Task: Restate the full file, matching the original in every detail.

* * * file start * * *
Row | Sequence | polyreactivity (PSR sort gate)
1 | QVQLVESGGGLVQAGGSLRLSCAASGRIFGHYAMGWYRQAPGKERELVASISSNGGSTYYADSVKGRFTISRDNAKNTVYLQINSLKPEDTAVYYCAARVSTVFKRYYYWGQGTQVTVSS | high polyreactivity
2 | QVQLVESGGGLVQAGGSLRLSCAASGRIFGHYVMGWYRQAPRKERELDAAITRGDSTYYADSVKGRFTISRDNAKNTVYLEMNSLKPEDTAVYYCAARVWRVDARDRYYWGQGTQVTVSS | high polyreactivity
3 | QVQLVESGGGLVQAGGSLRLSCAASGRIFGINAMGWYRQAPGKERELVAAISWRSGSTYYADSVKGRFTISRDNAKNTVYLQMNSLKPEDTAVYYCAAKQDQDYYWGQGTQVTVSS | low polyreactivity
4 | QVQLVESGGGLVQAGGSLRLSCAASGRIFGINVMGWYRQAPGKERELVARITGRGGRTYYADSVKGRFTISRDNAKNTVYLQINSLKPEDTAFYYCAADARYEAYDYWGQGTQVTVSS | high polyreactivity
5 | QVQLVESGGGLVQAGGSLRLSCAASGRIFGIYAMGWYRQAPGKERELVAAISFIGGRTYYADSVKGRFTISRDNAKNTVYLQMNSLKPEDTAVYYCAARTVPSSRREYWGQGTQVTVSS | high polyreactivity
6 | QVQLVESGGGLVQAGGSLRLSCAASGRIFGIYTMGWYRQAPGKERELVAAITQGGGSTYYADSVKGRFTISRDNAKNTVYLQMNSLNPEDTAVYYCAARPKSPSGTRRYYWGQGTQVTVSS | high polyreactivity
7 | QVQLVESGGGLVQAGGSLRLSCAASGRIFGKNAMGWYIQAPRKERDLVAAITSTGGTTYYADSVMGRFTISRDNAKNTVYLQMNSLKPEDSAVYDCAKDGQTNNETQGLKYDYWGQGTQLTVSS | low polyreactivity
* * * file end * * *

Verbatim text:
Row | Sequence | polyreactivity (PSR sort gate)
1 | QVQLVESGGGLVQAGGSLRLSCAASGRIFGHYAMGWYRQAPGKERELVASISSNGGSTYYADSVKGRFTISRDNAKNTVYLQINSLKPEDTAVYYCAARVSTVFKRYYYWGQGTQVTVSS | high polyreactivity
2 | QVQLVESGGGLVQAGGSLRLSCAASGRIFGHYVMGWYRQAPRKERELDAAITRGDSTYYADSVKGRFTISRDNAKNTVYLEMNSLKPEDTAVYYCAARVWRVDARDRYYWGQGTQVTVSS | high polyreactivity
3 | QVQLVESGGGLVQAGGSLRLSCAASGRIFGINAMGWYRQAPGKERELVAAISWRSGSTYYADSVKGRFTISRDNAKNTVYLQMNSLKPEDTAVYYCAAKQDQDYYWGQGTQVTVSS | low polyreactivity
4 | QVQLVESGGGLVQAGGSLRLSCAASGRIFGINVMGWYRQAPGKERELVARITGRGGRTYYADSVKGRFTISRDNAKNTVYLQINSLKPEDTAFYYCAADARYEAYDYWGQGTQVTVSS | high polyreactivity
5 | QVQLVESGGGLVQAGGSLRLSCAASGRIFGIYAMGWYRQAPGKERELVAAISFIGGRTYYADSVKGRFTISRDNAKNTVYLQMNSLKPEDTAVYYCAARTVPSSRREYWGQGTQVTVSS | high polyreactivity
6 | QVQLVESGGGLVQAGGSLRLSCAASGRIFGIYTMGWYRQAPGKERELVAAITQGGGSTYYADSVKGRFTISRDNAKNTVYLQMNSLNPEDTAVYYCAARPKSPSGTRRYYWGQGTQVTVSS | high polyreactivity
7 | QVQLVESGGGLVQAGGSLRLSCAASGRIFGKNAMGWYIQAPRKERDLVAAITSTGGTTYYADSVMGRFTISRDNAKNTVYLQMNSLKPEDSAVYDCAKDGQTNNETQGLKYDYWGQGTQLTVSS | low polyreactivity